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WVU Board approves 2024 budget, tuition rates

Blue sky is reflected in the front windows of the Mountainlair, shown on the WVU Downtown Campus is spring.

The Mountainlair on the WVU Downtown Campus is shown on May 22, 2023. (WVU Photo/Jennifer Shephard)

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The West Virginia University Board of Governors, after two days of meetings, approved on Friday (June 23) a balanced budget for the coming fiscal year aimed at streamlining and strengthening the WVU System for the future.

The estimated $1.2 billion FY 24 budget also acknowledges and seeks to address the financial hurdles WVU and many other universities are navigating through an estimated $33 million in increased revenues, including one-time-use resources from the WVU Foundation and reduced expenses totaling nearly $10 million, $7 million of which comes from a reduction in the number of employees.

Under the plan, housing and dining fees will see modest increases to help offset inflation and a rise in the cost of goods and services. Tuition and fees will increase slightly less than 3%.

“We take every tuition increase very seriously, but we work diligently to leverage federal, state and externally funded financial aid to our students so the cost is manageable,” said Paula Congelio, vice president and chief financial officer. “The University has also increased the amount of unfunded institutional aid provided to students and expects this amount to exceed $134 million in 2024.”

One example is WVU Pledge, the new last-dollar-in scholarship program announced earlier this year that assists qualifying Promise scholars who have an expected family contribution of zero with their cost of tuition, fees, University housing and a meal plan.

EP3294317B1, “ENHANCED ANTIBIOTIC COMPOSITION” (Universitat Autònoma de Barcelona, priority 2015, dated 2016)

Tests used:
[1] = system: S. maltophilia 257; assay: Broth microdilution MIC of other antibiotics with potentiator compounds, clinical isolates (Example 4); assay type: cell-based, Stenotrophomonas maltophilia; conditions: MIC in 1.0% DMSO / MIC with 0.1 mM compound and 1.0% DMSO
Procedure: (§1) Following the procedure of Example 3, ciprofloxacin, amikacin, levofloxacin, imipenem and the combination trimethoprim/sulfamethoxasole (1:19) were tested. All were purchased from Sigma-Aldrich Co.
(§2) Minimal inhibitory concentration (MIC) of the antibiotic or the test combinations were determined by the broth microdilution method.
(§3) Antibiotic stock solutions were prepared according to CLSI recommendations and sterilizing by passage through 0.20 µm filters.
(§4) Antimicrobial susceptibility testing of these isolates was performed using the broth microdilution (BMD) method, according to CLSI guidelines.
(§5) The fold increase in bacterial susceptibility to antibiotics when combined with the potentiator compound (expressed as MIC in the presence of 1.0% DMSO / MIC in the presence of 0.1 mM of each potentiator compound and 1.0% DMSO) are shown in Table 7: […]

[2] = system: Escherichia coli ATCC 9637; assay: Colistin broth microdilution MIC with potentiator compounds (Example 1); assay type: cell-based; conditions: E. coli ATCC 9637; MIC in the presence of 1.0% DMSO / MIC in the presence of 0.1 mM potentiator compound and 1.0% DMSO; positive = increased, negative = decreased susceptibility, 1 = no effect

With these measures, the University remains competitive among its Big 12 and regional peers. Importantly, average student loan debt for May 2022 WVU graduates earning bachelor’s degrees was well below the national average, and 41% graduated with zero debt.

Provost and Vice President for Academic Affairs Maryanne Reed provided an update on Academic Transformation efforts which began in 2021, noting her office has completed the graduate portfolio review resulting in 12 programs being recommended and approved by the Board for discontinuation.

A second phase of Academic Transformation launched this spring and is designed to help the University navigate its current structural budget deficit.

“Our second review of all academic programs is well underway, with the added goal of creating a smaller and more focused program portfolio — aligned with student demand, career opportunities and market trends,” Reed said.

A June 27 virtual Campus Conversation will provide additional updates on the University’s transformation initiatives. An in-depth timeline, FAQ and other resources are available at

A list of academic programs tagged for further review will be shared the week of July 10, along with data, analysis and details on the decision-making process.

WVU Tech in Beckley and Potomac State College in Keyser will follow a separate timeline and process, according to Reed.

President Gordon Gee shared his thanks to Provost Reed and her team for their work.

“This process is obviously challenging and at times painful for the University community. It is, however, necessary that we reposition ourselves today to be a responsive, relevant university system of the future,” Gee said.

The Board approved a resolution approving an application for state funding for more than a dozen deferred maintenance projects on the Morgantown, Beckley and Keyser campuses.

Administrators received approval to secure a vendor agreement for the Enterprise Resource Planning System, part of the WVU Modernization Project, addressing needs to upgrade to a new cloud-based system for finance, human resources and student information systems.

Among the items on its consent agenda, the Board of Governors:

     ·      Approved leasing Willowbend Farm in Monroe County.

     ·      Renewed authorization to transfer buildings and property in Montgomery related to the former WVU Tech campus.

Chairman Tom Jones, who will become immediate past chair as Taunja Willis Miller was elected to serve as the new Board chair, ended the meeting with thanks to outgoing Board members Ben Statler and Marty Becker, immediate past President of Student Government Association Chloe Hernandez, Classified Staff Representative Lisa Martin, and Faculty Representative Ashley Martucci.

The next regular BOG meeting is scheduled for July 31.



Executive Director of Communications
University Relations

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